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A Fallen Comic Creator needs your Help

Written by Linwood Earl Knight on Thursday, June 14 2012 and posted in News with Benefits

How you can help Robert L. Washington III get the burial he deserves.


One of tale telling signs of our morality is watching the people that were behind the high-water marks of our hobbies pass on. Last week, Robert L. Washington III joined that all too long list after succumbing to a series of Heart Attacks at the age of 47. Despite not having the most prolific career, Mr. Washington's contributions to the Industry cannot be ignored, as he was just as important to the creation of Virgil Hawkins (a.k.a Static) as Dwayne McDuffie was. Beyond that milestone, Washington also worked on such titles like "Extreme Justice", "When Worlds' Collide" and "Shadow Cabinet."  However, this article isn't being written to eulogize a man who received much better tributes last week, but to bring awareness to a problem you can help solve.


As for the problem itself, like many creators after the Mid-90' implosion  of the Industry, Washington could not find work in the Industry, which led to  extended series of hard times where he find himself homeless on one than more occasion. Without an ability to save money, Mr. Washington could be buried under less than ideal (to put it lightly) circumstances. Fortunately, Craig Hicks (a friend of his) made people aware of the situation on various message boards and what you and I can do to help.



Here is what Mr. Hicks said directly:

I went to school with Robert Washington in the Detroit area from 5th to 8th grade. Like many of Robert's school friends, and sadly, his family, I had not been in touch with him for many years. But when I heard about his death and learned more about his financial and family situation, I immediately became concerned that his remains might end up on Hart Island. The island is New York City's location for indigent burials. The dead here are buried in pine coffins, stacked in unmarked trenches, by Riker's Island inmates. There are no services or ceremonies.

A small group of Robert's former classmates and colleagues have joined forces to ensure this doesn't happen. We've been in touch with the city medical examiner's office and after some serious sleuthing made contact with one of his relatives. And we've started raising funds to pay for a modest funeral.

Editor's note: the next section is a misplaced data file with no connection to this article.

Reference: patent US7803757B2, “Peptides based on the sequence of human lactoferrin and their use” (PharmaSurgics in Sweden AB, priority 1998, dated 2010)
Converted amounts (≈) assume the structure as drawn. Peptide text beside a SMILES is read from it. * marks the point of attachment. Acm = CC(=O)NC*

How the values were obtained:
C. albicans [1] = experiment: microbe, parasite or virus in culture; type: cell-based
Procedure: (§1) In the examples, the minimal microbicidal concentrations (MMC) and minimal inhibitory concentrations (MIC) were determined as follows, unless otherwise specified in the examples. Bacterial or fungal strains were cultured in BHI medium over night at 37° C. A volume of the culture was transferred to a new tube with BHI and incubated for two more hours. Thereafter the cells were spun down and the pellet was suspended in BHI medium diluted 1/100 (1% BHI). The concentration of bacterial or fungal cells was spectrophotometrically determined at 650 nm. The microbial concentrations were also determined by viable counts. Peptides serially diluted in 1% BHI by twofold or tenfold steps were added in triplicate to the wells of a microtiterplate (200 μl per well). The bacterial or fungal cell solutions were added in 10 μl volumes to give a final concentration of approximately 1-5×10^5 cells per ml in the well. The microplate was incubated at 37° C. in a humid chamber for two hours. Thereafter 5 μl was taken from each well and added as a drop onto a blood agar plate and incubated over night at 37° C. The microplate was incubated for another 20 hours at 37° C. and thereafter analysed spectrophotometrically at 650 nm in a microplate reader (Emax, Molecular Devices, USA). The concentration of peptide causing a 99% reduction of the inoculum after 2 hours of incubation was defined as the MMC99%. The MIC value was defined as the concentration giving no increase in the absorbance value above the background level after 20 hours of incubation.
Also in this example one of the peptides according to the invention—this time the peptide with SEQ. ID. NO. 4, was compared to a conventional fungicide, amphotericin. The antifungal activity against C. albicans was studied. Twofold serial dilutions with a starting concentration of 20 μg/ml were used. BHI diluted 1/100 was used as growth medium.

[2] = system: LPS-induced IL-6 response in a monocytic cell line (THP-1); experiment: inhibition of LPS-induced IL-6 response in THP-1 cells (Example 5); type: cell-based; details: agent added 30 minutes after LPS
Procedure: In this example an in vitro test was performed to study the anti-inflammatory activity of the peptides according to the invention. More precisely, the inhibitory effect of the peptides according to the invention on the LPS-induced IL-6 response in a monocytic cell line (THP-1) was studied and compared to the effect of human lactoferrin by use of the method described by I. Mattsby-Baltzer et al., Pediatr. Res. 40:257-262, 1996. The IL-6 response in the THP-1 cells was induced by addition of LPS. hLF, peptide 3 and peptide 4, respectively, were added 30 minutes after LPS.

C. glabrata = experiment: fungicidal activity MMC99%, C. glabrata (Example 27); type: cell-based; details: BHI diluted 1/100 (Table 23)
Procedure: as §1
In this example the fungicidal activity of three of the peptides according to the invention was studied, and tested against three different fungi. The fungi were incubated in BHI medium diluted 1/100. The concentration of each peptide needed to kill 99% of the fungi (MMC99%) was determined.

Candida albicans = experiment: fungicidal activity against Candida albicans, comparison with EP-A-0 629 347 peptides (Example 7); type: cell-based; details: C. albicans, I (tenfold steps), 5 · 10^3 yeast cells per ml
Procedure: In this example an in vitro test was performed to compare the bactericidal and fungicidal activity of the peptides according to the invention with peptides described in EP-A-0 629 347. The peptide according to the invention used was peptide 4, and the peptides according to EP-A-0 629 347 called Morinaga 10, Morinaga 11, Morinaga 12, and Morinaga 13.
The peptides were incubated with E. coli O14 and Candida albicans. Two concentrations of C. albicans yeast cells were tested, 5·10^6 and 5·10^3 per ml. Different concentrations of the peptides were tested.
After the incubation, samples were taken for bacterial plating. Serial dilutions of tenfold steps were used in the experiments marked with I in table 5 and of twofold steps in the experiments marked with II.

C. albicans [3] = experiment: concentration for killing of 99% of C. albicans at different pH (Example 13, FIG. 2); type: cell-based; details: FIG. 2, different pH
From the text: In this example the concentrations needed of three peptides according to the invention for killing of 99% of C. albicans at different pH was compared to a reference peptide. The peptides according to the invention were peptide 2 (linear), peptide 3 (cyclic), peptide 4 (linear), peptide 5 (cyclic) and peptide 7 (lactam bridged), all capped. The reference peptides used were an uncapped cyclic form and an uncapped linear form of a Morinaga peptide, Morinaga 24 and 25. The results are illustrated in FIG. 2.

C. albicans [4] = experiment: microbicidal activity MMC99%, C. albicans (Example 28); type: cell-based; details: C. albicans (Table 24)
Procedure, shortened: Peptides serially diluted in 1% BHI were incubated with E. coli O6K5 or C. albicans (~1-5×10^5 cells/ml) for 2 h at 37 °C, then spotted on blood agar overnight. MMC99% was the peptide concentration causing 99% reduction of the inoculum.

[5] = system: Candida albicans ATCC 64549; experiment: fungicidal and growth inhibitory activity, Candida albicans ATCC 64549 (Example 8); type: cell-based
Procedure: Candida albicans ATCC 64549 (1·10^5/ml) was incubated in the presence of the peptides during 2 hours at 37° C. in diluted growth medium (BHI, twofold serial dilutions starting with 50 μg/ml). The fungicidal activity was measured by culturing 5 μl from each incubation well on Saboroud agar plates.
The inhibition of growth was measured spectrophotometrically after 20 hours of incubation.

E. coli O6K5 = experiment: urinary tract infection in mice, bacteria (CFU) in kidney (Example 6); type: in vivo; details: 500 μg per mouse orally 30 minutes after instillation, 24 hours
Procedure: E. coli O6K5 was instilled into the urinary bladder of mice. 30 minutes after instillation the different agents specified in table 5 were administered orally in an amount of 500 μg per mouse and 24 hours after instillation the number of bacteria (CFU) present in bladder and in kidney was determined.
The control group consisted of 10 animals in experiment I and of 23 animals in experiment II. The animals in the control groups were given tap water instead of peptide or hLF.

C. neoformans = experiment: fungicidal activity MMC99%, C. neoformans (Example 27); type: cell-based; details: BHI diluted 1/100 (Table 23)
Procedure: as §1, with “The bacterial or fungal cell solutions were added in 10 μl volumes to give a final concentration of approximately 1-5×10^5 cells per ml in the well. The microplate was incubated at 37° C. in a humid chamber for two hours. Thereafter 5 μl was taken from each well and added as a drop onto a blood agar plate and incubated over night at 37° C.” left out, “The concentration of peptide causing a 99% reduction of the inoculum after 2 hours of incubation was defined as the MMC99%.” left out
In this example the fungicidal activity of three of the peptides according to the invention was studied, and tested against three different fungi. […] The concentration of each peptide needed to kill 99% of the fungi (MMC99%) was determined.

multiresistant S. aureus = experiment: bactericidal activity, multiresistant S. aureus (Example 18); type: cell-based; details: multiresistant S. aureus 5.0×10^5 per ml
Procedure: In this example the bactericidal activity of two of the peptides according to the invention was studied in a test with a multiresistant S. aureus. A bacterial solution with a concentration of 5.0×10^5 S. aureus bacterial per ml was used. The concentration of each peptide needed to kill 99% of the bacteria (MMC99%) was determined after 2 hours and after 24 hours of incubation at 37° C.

If you knew Robert, were a fan of his work or just are interested in lending a hand, here's how you can help.

The Hero Initiative — a not-for-profit, 503(c) charitable organization that helps comic book creators in need — has agreed to act as our vehicle for contributing to Robert's funeral arrangements.

The money we contribute goes to the Hero Initiative, but can be directed toward specific purposes, in this case Robert's funeral. Any money over and above the cost of the funeral will be applied in Robert's name toward helping other comic book creators make ends meet.

To donate, go to the Hero Initiative home page (www.heroinitiative.org) and click the yellow "Donate" button at the top right. This will take you to PayPal, where you can login and make your contribution.

IMPORTANT: Make sure you click the button that says "add special instructions to seller" and type "Robert Washington" before you submit your donation.

Whether you contribute or not, thanks for taking time to read about our effort to honor Robert.


In conclusion, I hope that we as a community are able to answer the call in this time of need. As a fan of this medium, I know all too well how passionate we can be when it comes to expressing our views about the stories being told. However, we cannot lose sight of the people who do the necessary work to give us all of those untold hours of entertainment. If the Industry cannot provide for everyone that works inside of it's purview, then it is up to us to make sure as few people fall through the cracks as possible. Even the minium contribution will help to make sure that Mr. Washington gets a 10th of what we all deserve when our time on this world is over.


Thank you for your time, and thank you for memories Mr. Washington.



In late 2000, a consortium of comic publishers came up with the idea to create a financial safety net for comic creators, much in the same fashion that exists in almost any other trade from plumbing to pottery. By March of 2001, the federal government approved The Hero Initiative as a publicly supported not-for-profit corporation under section 501 (c) (3).

Since its inception, The Hero Initiative (Formerly known as A.C.T.O.R., A Commitment To Our Roots) has had the good fortune to grant over $500,000 to over 50 comic book veterans who have paved the way for those in the industry today.

The Hero Initiative is the first-ever federally chartered not-for-profit corporation dedicated strictly to helping comic book creators in need. Hero creates a financial safety net for yesterdays' creators who may need emergency medical aid, financial support for essentials of life, and an avenue back into paying work. It's a chance for all of us to give back something to the people who have given us so much enjoyment.



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Written or Contributed by: Linwood Earl Knight

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